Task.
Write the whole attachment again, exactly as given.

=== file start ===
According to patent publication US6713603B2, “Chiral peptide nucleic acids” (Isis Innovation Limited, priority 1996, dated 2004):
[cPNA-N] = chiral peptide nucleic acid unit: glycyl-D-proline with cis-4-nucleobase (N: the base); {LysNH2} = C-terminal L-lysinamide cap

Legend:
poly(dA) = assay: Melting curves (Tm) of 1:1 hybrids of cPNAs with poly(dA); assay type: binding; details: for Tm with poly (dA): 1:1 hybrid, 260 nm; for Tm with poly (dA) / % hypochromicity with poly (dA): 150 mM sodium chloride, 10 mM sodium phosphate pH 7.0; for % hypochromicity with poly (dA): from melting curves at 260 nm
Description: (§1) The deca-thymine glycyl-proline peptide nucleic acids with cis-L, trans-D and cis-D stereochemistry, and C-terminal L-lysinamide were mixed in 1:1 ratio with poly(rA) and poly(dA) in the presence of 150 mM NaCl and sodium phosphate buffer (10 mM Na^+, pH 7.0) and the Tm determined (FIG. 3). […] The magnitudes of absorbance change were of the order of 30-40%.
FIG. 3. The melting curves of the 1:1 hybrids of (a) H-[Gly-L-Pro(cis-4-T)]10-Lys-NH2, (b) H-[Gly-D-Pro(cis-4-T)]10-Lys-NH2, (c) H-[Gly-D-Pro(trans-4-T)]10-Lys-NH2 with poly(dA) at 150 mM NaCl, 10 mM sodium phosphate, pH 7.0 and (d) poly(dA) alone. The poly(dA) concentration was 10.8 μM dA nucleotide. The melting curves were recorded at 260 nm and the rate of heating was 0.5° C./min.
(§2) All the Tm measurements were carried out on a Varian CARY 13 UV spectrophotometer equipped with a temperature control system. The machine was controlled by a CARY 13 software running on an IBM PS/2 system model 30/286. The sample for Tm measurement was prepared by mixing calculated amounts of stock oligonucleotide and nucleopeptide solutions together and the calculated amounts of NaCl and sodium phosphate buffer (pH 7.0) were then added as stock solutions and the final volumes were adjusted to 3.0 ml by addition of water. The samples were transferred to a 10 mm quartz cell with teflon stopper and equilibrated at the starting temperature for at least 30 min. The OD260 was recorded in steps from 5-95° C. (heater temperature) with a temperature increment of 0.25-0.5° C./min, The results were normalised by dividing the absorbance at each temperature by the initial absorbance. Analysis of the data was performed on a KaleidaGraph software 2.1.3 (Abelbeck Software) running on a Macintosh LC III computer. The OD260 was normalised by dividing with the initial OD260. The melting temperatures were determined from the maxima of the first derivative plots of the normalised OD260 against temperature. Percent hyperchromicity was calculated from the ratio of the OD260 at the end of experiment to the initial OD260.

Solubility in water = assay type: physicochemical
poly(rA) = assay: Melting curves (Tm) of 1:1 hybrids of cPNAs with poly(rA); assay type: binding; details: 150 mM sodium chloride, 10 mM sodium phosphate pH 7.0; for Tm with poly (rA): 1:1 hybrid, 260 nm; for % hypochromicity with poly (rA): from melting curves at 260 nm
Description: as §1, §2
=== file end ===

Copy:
According to patent publication US6713603B2, “Chiral peptide nucleic acids” (Isis Innovation Limited, priority 1996, dated 2004):
[cPNA-N] = chiral peptide nucleic acid unit: glycyl-D-proline with cis-4-nucleobase (N: the base); {LysNH2} = C-terminal L-lysinamide cap

Legend:
poly(dA) = assay: Melting curves (Tm) of 1:1 hybrids of cPNAs with poly(dA); assay type: binding; details: for Tm with poly (dA): 1:1 hybrid, 260 nm; for Tm with poly (dA) / % hypochromicity with poly (dA): 150 mM sodium chloride, 10 mM sodium phosphate pH 7.0; for % hypochromicity with poly (dA): from melting curves at 260 nm
Description: (§1) The deca-thymine glycyl-proline peptide nucleic acids with cis-L, trans-D and cis-D stereochemistry, and C-terminal L-lysinamide were mixed in 1:1 ratio with poly(rA) and poly(dA) in the presence of 150 mM NaCl and sodium phosphate buffer (10 mM Na^+, pH 7.0) and the Tm determined (FIG. 3). […] The magnitudes of absorbance change were of the order of 30-40%.
FIG. 3. The melting curves of the 1:1 hybrids of (a) H-[Gly-L-Pro(cis-4-T)]10-Lys-NH2, (b) H-[Gly-D-Pro(cis-4-T)]10-Lys-NH2, (c) H-[Gly-D-Pro(trans-4-T)]10-Lys-NH2 with poly(dA) at 150 mM NaCl, 10 mM sodium phosphate, pH 7.0 and (d) poly(dA) alone. The poly(dA) concentration was 10.8 μM dA nucleotide. The melting curves were recorded at 260 nm and the rate of heating was 0.5° C./min.
(§2) All the Tm measurements were carried out on a Varian CARY 13 UV spectrophotometer equipped with a temperature control system. The machine was controlled by a CARY 13 software running on an IBM PS/2 system model 30/286. The sample for Tm measurement was prepared by mixing calculated amounts of stock oligonucleotide and nucleopeptide solutions together and the calculated amounts of NaCl and sodium phosphate buffer (pH 7.0) were then added as stock solutions and the final volumes were adjusted to 3.0 ml by addition of water. The samples were transferred to a 10 mm quartz cell with teflon stopper and equilibrated at the starting temperature for at least 30 min. The OD260 was recorded in steps from 5-95° C. (heater temperature) with a temperature increment of 0.25-0.5° C./min, The results were normalised by dividing the absorbance at each temperature by the initial absorbance. Analysis of the data was performed on a KaleidaGraph software 2.1.3 (Abelbeck Software) running on a Macintosh LC III computer. The OD260 was normalised by dividing with the initial OD260. The melting temperatures were determined from the maxima of the first derivative plots of the normalised OD260 against temperature. Percent hyperchromicity was calculated from the ratio of the OD260 at the end of experiment to the initial OD260.

Solubility in water = assay type: physicochemical
poly(rA) = assay: Melting curves (Tm) of 1:1 hybrids of cPNAs with poly(rA); assay type: binding; details: 150 mM sodium chloride, 10 mM sodium phosphate pH 7.0; for Tm with poly (rA): 1:1 hybrid, 260 nm; for % hypochromicity with poly (rA): from melting curves at 260 nm
Description: as §1, §2